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As a reminder to myself, I did a couple of things during the build.

Maybe this is same as most everyone else. It helped me.

1) I used torque seal to mark fasteners and fluid connectors that were 100% "finished". (Note: I agree with Walt about not relying on that paint as an indicator at annual. Many fasteners had "settled in" and needed a few flats to regain torque values at annual)

2) On the incomplete connections that could more likely kill me, I put flags of various sorts such as red tags wired on or a big flag of blue painters tape.

There were many structural fasteners that could go together permanently early in construction. They were easy of course. However, that final year of construction saw a huge amount of off-on/in-out/cut to fit/paint to match activity and I had to be very fastidious about fastener/connector marking.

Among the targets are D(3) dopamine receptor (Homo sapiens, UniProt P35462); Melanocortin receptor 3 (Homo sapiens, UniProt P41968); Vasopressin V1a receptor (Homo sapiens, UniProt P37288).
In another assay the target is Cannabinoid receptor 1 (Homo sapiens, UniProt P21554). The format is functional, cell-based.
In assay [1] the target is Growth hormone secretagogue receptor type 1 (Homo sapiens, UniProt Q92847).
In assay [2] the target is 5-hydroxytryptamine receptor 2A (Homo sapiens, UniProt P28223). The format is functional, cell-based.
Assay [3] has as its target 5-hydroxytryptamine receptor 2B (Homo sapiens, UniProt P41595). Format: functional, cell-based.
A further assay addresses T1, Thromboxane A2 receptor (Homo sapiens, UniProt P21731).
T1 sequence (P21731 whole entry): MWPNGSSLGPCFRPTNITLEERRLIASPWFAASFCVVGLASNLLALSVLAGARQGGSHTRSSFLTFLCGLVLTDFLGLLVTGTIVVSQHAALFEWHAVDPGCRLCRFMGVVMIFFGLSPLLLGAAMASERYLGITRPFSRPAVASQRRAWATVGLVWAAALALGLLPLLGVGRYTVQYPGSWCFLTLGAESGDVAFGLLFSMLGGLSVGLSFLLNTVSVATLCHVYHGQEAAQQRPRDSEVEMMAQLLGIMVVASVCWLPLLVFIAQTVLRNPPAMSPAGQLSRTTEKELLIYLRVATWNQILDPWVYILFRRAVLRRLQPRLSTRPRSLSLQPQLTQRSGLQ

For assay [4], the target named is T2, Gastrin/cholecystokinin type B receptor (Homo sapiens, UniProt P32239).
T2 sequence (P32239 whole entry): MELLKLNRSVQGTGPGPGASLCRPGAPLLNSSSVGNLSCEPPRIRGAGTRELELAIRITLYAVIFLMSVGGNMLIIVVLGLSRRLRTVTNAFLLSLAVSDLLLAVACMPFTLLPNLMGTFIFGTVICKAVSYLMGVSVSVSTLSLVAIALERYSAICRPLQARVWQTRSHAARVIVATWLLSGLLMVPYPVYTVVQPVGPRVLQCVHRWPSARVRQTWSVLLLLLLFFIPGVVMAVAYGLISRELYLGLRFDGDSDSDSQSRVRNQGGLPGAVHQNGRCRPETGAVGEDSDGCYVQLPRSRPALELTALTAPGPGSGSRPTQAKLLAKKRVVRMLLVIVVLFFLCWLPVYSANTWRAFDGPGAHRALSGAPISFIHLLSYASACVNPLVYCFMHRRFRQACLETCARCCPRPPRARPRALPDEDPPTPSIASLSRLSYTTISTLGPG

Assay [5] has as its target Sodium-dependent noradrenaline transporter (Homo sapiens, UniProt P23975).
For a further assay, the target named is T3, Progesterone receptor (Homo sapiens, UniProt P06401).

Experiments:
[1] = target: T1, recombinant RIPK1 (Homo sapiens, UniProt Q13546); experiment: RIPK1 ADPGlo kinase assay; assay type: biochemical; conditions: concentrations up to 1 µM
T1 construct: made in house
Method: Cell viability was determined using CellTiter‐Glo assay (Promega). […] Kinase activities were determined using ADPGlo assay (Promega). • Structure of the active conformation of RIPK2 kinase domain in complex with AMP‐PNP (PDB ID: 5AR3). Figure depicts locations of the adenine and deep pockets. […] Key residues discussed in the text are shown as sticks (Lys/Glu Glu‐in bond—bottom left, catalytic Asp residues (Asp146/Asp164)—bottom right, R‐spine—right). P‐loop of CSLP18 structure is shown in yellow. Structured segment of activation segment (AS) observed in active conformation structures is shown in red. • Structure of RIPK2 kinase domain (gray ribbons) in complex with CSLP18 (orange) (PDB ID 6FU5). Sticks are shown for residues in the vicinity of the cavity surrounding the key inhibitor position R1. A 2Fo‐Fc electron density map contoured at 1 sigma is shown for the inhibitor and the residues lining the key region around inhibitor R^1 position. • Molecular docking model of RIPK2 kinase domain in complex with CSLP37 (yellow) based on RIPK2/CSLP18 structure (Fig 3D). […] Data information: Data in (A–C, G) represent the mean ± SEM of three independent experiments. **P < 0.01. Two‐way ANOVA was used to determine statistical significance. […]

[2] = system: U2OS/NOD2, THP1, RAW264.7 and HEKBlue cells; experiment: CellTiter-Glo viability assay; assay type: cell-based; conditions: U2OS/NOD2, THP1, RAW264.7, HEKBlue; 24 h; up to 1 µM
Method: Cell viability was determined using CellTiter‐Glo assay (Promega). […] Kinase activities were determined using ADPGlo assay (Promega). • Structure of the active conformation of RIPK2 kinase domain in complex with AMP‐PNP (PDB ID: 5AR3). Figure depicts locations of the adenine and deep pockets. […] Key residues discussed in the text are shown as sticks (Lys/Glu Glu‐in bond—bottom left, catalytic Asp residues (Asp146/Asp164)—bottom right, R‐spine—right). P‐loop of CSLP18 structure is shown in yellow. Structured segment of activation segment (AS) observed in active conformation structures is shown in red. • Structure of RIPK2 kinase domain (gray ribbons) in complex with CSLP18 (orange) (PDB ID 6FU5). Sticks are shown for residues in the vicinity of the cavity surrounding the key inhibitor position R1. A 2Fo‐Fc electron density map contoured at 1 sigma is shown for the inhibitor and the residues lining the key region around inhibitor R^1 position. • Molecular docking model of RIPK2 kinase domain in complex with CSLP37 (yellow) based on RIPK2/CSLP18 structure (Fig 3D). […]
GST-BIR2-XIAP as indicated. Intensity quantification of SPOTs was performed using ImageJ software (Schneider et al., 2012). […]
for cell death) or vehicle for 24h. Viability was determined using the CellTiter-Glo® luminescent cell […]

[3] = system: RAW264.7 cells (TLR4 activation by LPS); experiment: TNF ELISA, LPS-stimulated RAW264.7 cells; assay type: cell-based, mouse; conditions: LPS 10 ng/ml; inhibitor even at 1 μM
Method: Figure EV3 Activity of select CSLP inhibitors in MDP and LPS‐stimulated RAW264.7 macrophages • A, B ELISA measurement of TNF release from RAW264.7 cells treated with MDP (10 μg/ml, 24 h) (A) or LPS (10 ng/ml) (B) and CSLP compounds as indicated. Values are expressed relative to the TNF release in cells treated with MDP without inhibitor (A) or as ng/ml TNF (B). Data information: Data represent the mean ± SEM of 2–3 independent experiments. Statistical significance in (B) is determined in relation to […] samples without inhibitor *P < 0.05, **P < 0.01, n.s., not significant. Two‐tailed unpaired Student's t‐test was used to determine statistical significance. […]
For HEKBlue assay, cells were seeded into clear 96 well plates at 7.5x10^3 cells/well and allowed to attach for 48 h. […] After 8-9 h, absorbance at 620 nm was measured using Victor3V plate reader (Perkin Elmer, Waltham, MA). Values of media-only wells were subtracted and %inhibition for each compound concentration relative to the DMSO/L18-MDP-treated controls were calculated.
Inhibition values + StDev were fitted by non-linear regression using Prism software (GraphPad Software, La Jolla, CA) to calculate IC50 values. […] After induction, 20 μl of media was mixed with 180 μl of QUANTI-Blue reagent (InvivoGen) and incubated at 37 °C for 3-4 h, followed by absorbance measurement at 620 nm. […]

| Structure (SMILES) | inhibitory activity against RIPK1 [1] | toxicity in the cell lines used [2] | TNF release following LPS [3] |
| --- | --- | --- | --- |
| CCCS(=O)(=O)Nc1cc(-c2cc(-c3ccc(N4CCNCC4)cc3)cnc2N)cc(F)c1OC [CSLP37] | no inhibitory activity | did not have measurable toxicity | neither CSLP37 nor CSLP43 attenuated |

Added to that, as has been said above, have an inspection party with the local EAA or allow any visitors with a modicum of aviation knowledge to look over your plane frequently as you get towards the end.
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  #20  
Old 06-16-2016, 09:34 AM
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airguy airguy is offline
 
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I went and got my pitot/static check done on Friday, had to chase a small static leak, and found my fitting where the static line goes into my Dynon ADAHRS to be only finger tight. Fixed that, checked the others, and sure enough the pitot and AOA were also just finger tight.
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Built an off-plan RV9A with too much fuel and too much HP. Should drop dead any minute now.